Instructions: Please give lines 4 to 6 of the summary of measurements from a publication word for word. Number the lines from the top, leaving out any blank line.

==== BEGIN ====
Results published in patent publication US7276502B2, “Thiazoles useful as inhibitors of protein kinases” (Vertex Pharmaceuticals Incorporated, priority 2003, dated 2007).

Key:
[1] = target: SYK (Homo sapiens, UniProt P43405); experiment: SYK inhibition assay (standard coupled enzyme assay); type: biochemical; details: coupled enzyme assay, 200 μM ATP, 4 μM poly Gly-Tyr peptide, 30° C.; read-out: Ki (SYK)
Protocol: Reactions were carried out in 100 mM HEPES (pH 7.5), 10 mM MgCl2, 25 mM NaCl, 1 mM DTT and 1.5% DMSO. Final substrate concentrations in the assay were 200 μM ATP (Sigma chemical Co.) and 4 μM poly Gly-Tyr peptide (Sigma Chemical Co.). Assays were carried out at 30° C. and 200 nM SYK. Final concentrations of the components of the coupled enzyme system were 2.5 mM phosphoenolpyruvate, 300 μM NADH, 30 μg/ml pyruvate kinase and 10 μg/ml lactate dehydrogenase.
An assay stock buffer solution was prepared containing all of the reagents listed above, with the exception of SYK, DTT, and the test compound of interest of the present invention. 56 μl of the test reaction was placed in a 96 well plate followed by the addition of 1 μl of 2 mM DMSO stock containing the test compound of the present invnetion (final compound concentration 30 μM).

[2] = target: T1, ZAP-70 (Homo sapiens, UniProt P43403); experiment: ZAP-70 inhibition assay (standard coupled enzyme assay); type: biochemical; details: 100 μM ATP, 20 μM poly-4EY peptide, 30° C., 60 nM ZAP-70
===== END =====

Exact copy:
Protocol: Reactions were carried out in 100 mM HEPES (pH 7.5), 10 mM MgCl2, 25 mM NaCl, 1 mM DTT and 1.5% DMSO. Final substrate concentrations in the assay were 200 μM ATP (Sigma chemical Co.) and 4 μM poly Gly-Tyr peptide (Sigma Chemical Co.). Assays were carried out at 30° C. and 200 nM SYK. Final concentrations of the components of the coupled enzyme system were 2.5 mM phosphoenolpyruvate, 300 μM NADH, 30 μg/ml pyruvate kinase and 10 μg/ml lactate dehydrogenase.
An assay stock buffer solution was prepared containing all of the reagents listed above, with the exception of SYK, DTT, and the test compound of interest of the present invention. 56 μl of the test reaction was placed in a 96 well plate followed by the addition of 1 μl of 2 mM DMSO stock containing the test compound of the present invnetion (final compound concentration 30 μM).

[2] = target: T1, ZAP-70 (Homo sapiens, UniProt P43403); experiment: ZAP-70 inhibition assay (standard coupled enzyme assay); type: biochemical; details: 100 μM ATP, 20 μM poly-4EY peptide, 30° C., 60 nM ZAP-70